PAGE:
« Previous: 3 Mission Readiness and Cost Assessment
Suggested Citation: "4 Policy Issues." National Research Council. NASA's Beyond Einstein Program: An Architecture for Implementation. Washington, DC: The National Academies Press, 2007.
Page 115
Suggested Citation: "4 Policy Issues." National Research Council. NASA's Beyond Einstein Program: An Architecture for Implementation. Washington, DC: The National Academies Press, 2007.
Page 116
Suggested Citation: "4 Policy Issues." National Research Council. NASA's Beyond Einstein Program: An Architecture for Implementation. Washington, DC: The National Academies Press, 2007.
Page 117

Below is the uncorrected machine-read text of this chapter, intended to provide our own search engines and external engines with highly rich, chapter-representative searchable text of each book. Because it is UNCORRECTED material, please consider the following text as a useful but insufficient proxy for the authoritative book pages.

4 Policy Issues POLICY CONSIDERATIONS IN MAKING RECOMMENDATIONS As directed in the statement of task for this study, the Committee on NASA’s Beyond Einstein Program made its recommendations based on its assessments of the scientific impact and the technical and management realism of proposed missions. Policy issues are additional considerations, or external factors that provide underlying context and possibly influence the future implementation of committee recommendations. During its deliberations, the committee identified several policy-related issues relevant to the Beyond Einstein Program. They included the following: implications for U.S. science and technology leadership, program funding constraints, the role of interagency and international partnerships, investments in underlying research and technol- ogy and supporting infrastructure, and the impact of International Traffic in Arms Regulations (ITAR). Each issue is addressed in more detail in the sections that follow. SCIENCE AND TECHNOLOGY LEADERSHIP An international competition is under way to find answers to questions about the origin, evolution, composi- tion, and behavior of the universe. Because of prior mission successes such as those of the Compton Gamma Ray Observatory, Cosmic Background Explorer, Wilkinson Microwave Anisotropy Probe, Swift, and Chandra, the United States enjoys a substantial lead in applying space research to explore the frontiers of cosmology and high- energy astrophysics. The national priority of this field and the associated level of commitment to pursue Beyond Einstein missions is an important issue. At stake is this nation’s leadership role as well as the vitality of research universities and laboratories. It is this vitality that fosters the knowledge base, technology, and prestige with which the United States competes on the world stage. The impact of the efforts vis-à-vis the Beyond Einstein missions is felt far beyond the science goals outlined in this report. The pursuit of answers to the fundamental science questions at the heart of the Beyond Einstein Program is an awesome responsibility of national leadership. Achievements in Beyond Einstein science, including the rate of progress, depend on an actively engaged and enlightened leadership within the nation’s political institutions and scientific enterprises. 115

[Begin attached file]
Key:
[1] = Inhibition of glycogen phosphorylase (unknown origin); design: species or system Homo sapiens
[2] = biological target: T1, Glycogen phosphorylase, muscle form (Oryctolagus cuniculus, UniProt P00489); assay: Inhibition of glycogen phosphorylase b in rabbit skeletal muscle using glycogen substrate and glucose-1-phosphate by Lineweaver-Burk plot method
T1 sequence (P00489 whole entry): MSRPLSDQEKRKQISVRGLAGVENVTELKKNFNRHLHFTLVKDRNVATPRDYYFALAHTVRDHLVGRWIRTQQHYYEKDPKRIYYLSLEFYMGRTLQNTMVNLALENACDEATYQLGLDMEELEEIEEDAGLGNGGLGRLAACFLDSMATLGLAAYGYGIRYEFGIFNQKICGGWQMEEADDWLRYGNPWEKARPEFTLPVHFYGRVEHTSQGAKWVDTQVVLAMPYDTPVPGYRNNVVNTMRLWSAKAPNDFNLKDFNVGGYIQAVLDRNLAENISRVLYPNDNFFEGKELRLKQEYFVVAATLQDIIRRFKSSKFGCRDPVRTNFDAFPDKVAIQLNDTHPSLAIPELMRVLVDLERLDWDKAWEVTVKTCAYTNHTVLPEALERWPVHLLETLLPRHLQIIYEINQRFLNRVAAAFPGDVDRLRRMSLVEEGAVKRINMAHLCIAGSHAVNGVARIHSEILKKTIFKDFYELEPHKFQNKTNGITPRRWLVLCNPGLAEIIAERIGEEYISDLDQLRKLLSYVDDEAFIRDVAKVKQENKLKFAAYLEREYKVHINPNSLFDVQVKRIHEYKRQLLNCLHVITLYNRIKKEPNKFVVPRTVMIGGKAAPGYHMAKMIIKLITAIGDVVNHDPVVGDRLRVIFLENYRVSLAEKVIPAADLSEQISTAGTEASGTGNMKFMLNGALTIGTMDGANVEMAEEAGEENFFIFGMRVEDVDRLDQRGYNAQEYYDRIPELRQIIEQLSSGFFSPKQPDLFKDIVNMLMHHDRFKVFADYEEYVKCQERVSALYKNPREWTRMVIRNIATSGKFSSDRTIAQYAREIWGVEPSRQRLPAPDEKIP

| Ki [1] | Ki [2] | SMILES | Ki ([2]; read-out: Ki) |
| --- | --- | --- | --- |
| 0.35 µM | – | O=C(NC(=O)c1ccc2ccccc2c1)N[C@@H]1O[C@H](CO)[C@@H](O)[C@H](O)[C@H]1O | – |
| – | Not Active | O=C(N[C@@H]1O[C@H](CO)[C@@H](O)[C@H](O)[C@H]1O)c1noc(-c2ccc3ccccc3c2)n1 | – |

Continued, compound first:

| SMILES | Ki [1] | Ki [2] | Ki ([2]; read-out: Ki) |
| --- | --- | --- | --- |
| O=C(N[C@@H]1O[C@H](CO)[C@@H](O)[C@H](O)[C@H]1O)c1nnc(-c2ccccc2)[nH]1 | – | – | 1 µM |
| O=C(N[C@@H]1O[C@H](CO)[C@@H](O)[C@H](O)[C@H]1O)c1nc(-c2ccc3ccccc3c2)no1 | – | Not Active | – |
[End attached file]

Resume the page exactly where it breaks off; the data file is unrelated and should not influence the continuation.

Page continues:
116 NASA’S BEYOND EINSTEIN PROGRAM PROGRAM FUNDING CONSTRAINTS The cost realism assessments performed by the committee indicate that the probable costs of Beyond Einstein missions are substantially higher than the current estimates provided by the candidate mission teams. As a result, the committee is concerned that the Beyond Einstein funding wedge provided for its assessment is inconsistent with a healthy long-term program. Assuming that the start of development for a high-priority mission is in 2009, Beyond Einstein Program funding will be severely restricted, potentially crowding out critical research and analysis and technology development needs. The committee recognizes that the Beyond Einstein funding wedge represents an agreement among NASA, the administration, and the Congress and is viewed as a relatively fixed budget. However, as a result of cost realism assessments, the committee believes that policy makers may need to reconsider the allocation of funds within the budgeting process. NASA may also consider alternative funding sources outside the Beyond Einstein Program. Without such actions, the likely result is that the overall Beyond Einstein Program will be stretched out considerably and difficult to sustain. PARTNERSHIPS Two Beyond Einstein missions can be characterized as partnerships: the Joint Dark Energy Mission (JDEM), a joint NASA/Department of Energy (DOE) effort; and the Laser Interferometer Space Antenna (LISA), a partner- ship between the European Space Agency (ESA) and NASA. NASA’s experience with similar interagency and international space missions is wide ranging and generally successful. Both ESA and DOE have similar experiences, including successful partnerships with NASA. Cassini-Huygens is one example of a mission that involved these three agencies. While partnerships do succeed, aligning priorities among these agencies will require substantial management effort by the involved parties. The complexity of the integration and operations of joint missions is an additional concern. Usually, to manage complexity and risk, the focus is on decoupling and simplifying interfaces whenever possible, a task not easily accomplished on LISA. The NASA/DOE JDEM partnership, although between U.S. government agencies, is not without potential complications. The present arrangement for sharing responsibilities is governed by the DOE/NASA JDEM Straw- man Plan, which assumes contributions from each agency in proportion to the role of each in mission development and operation. It would be useful for the two agencies to develop this Strawman Plan into a more detailed agree- ment, specifically stating the basis for sharing. After a specific JDEM design is chosen, the agencies are expected to develop a funding profile jointly and to agree on a split that reflects the work to be performed by each agency. The committee recognizes that interagency and international collaboration can, if properly structured, reduce the cost burden on individual agencies, increase the richness of scientific collaboration, and provide larger pools from which to draw technology and talent. The committee also recognizes that such collaboration, if not properly structured, can increase cost and risk by adding bureaucratic hurdles to securing funding, can increase technical and management complexity, and can delay schedule. The committee assumes that proposed collaborations will be implemented and that partnering organizations and policy makers will successfully follow through on Beyond Einstein mission execution. INVESTMENTS IN RESEARCH AND TECHNOLOGY AND INFRASTRUCTURE Ongoing research and technology investments are the glue that holds the space science community together. Research and analysis engender new questions, while technology provides the means to obtain new data and eventual answers. Without continuous investment funding, the quality of the future missions and science results would certainly suffer. The committee is concerned about possible gaps in missions and about funding having an impact on the supply and quality of scientists, and ultimately, on Beyond Einstein science. Available at http://www.science.doe.gov/hep/JDEM%20Reports.shtm.